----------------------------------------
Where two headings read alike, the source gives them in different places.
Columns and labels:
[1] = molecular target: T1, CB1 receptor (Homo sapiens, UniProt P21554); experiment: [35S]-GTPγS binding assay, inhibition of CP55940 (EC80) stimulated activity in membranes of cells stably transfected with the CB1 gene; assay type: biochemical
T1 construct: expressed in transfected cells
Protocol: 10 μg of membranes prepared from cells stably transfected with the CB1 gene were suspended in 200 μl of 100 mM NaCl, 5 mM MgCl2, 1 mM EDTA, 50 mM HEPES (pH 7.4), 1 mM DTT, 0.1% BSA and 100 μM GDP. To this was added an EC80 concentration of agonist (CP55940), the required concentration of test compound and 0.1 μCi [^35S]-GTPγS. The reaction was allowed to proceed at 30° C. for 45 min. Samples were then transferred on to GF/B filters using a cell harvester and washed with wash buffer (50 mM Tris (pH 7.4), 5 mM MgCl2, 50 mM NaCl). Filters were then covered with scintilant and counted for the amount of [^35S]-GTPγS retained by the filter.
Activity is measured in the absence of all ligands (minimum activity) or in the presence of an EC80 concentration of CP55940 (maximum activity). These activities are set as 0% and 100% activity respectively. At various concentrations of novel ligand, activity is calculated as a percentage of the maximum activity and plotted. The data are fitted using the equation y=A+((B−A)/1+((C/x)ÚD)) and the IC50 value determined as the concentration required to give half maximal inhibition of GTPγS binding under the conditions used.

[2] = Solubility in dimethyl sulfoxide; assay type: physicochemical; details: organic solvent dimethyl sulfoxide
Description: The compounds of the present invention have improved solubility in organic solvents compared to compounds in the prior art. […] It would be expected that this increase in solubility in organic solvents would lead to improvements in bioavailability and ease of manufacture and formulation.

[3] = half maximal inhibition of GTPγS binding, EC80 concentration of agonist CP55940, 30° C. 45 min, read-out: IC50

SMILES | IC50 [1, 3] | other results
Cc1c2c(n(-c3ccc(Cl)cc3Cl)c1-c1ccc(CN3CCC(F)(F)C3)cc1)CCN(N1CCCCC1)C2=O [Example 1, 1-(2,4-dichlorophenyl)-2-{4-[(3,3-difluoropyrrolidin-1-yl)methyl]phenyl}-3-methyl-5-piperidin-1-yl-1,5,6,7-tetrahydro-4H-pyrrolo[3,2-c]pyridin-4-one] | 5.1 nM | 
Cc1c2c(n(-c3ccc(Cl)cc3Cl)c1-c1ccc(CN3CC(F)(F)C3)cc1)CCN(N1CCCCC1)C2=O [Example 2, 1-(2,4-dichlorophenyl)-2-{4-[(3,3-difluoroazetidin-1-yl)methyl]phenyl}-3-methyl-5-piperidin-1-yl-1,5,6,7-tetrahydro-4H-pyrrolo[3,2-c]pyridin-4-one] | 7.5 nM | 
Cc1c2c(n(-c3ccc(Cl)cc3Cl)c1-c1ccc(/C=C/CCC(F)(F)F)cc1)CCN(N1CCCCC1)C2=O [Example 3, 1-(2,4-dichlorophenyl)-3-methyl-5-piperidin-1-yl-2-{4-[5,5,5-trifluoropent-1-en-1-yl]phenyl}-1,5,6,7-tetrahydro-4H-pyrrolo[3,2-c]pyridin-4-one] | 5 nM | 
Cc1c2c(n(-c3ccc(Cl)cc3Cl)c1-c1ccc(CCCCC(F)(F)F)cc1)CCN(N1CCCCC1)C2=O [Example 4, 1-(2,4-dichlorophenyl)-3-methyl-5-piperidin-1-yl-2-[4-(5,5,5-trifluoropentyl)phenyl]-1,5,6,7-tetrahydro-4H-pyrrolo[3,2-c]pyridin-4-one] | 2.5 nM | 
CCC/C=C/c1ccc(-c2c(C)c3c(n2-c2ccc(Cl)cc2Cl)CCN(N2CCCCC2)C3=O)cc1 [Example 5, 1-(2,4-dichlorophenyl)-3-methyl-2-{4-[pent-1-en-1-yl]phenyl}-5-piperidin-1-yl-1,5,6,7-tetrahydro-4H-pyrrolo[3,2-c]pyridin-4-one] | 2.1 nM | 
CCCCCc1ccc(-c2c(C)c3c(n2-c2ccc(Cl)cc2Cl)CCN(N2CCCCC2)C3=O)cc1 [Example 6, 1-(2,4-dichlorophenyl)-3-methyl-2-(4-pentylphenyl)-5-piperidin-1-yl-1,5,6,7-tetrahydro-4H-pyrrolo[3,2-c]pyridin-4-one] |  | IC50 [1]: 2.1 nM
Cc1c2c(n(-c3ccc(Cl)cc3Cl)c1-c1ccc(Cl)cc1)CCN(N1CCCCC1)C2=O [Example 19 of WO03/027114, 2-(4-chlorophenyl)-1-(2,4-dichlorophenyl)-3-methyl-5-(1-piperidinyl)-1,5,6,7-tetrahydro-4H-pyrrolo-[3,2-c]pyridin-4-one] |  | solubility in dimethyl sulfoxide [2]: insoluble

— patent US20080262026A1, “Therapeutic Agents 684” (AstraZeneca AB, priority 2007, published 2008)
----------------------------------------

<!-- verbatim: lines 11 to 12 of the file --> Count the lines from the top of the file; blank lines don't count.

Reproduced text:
Cc1c2c(n(-c3ccc(Cl)cc3Cl)c1-c1ccc(CN3CCC(F)(F)C3)cc1)CCN(N1CCCCC1)C2=O [Example 1, 1-(2,4-dichlorophenyl)-2-{4-[(3,3-difluoropyrrolidin-1-yl)methyl]phenyl}-3-methyl-5-piperidin-1-yl-1,5,6,7-tetrahydro-4H-pyrrolo[3,2-c]pyridin-4-one] | 5.1 nM | 
Cc1c2c(n(-c3ccc(Cl)cc3Cl)c1-c1ccc(CN3CC(F)(F)C3)cc1)CCN(N1CCCCC1)C2=O [Example 2, 1-(2,4-dichlorophenyl)-2-{4-[(3,3-difluoroazetidin-1-yl)methyl]phenyl}-3-methyl-5-piperidin-1-yl-1,5,6,7-tetrahydro-4H-pyrrolo[3,2-c]pyridin-4-one] | 7.5 nM | 